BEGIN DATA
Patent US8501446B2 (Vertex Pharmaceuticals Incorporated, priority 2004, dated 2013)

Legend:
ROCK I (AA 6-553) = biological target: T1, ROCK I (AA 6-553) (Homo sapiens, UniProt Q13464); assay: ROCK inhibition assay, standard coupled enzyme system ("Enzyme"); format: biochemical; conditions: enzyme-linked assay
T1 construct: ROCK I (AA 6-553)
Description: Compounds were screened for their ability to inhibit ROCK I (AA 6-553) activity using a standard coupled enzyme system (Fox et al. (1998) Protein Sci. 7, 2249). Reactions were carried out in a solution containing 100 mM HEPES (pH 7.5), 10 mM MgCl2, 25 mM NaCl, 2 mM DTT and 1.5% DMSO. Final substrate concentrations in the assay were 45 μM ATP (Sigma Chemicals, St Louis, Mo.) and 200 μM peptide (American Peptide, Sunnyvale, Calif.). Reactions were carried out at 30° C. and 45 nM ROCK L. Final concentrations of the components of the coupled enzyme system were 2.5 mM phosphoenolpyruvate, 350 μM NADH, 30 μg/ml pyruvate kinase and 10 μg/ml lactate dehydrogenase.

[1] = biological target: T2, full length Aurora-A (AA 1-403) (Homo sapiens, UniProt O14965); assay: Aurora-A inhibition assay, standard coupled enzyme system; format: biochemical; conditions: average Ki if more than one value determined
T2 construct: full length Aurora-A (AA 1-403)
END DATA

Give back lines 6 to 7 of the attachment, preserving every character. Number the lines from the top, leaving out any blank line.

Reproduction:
[1] = biological target: T2, full length Aurora-A (AA 1-403) (Homo sapiens, UniProt O14965); assay: Aurora-A inhibition assay, standard coupled enzyme system; format: biochemical; conditions: average Ki if more than one value determined
T2 construct: full length Aurora-A (AA 1-403)